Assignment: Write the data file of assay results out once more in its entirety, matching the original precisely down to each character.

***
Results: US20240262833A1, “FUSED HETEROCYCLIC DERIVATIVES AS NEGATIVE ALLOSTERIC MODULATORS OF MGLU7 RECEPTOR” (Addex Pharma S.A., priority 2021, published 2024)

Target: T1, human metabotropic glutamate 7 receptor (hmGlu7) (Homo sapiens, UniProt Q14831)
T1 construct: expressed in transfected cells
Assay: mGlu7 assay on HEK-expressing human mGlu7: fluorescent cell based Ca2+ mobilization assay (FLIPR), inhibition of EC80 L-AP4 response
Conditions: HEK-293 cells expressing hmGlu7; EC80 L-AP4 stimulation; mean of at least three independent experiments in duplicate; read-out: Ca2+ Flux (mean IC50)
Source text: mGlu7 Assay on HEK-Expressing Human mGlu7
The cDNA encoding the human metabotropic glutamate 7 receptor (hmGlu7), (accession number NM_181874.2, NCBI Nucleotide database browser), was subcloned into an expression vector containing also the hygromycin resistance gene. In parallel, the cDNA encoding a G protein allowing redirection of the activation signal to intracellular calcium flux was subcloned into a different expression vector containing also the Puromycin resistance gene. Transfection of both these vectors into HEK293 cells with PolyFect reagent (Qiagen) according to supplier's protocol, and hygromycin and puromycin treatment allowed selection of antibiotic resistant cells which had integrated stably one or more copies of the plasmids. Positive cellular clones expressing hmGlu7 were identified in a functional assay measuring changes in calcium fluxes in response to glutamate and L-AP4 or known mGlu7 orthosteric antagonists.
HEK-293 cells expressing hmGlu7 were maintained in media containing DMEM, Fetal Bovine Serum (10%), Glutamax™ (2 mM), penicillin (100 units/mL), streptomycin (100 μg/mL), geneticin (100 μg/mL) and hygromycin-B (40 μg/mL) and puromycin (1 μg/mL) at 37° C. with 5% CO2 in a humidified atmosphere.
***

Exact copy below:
Results: US20240262833A1, “FUSED HETEROCYCLIC DERIVATIVES AS NEGATIVE ALLOSTERIC MODULATORS OF MGLU7 RECEPTOR” (Addex Pharma S.A., priority 2021, published 2024)

Target: T1, human metabotropic glutamate 7 receptor (hmGlu7) (Homo sapiens, UniProt Q14831)
T1 construct: expressed in transfected cells
Assay: mGlu7 assay on HEK-expressing human mGlu7: fluorescent cell based Ca2+ mobilization assay (FLIPR), inhibition of EC80 L-AP4 response
Conditions: HEK-293 cells expressing hmGlu7; EC80 L-AP4 stimulation; mean of at least three independent experiments in duplicate; read-out: Ca2+ Flux (mean IC50)
Source text: mGlu7 Assay on HEK-Expressing Human mGlu7
The cDNA encoding the human metabotropic glutamate 7 receptor (hmGlu7), (accession number NM_181874.2, NCBI Nucleotide database browser), was subcloned into an expression vector containing also the hygromycin resistance gene. In parallel, the cDNA encoding a G protein allowing redirection of the activation signal to intracellular calcium flux was subcloned into a different expression vector containing also the Puromycin resistance gene. Transfection of both these vectors into HEK293 cells with PolyFect reagent (Qiagen) according to supplier's protocol, and hygromycin and puromycin treatment allowed selection of antibiotic resistant cells which had integrated stably one or more copies of the plasmids. Positive cellular clones expressing hmGlu7 were identified in a functional assay measuring changes in calcium fluxes in response to glutamate and L-AP4 or known mGlu7 orthosteric antagonists.
HEK-293 cells expressing hmGlu7 were maintained in media containing DMEM, Fetal Bovine Serum (10%), Glutamax™ (2 mM), penicillin (100 units/mL), streptomycin (100 μg/mL), geneticin (100 μg/mL) and hygromycin-B (40 μg/mL) and puromycin (1 μg/mL) at 37° C. with 5% CO2 in a humidified atmosphere.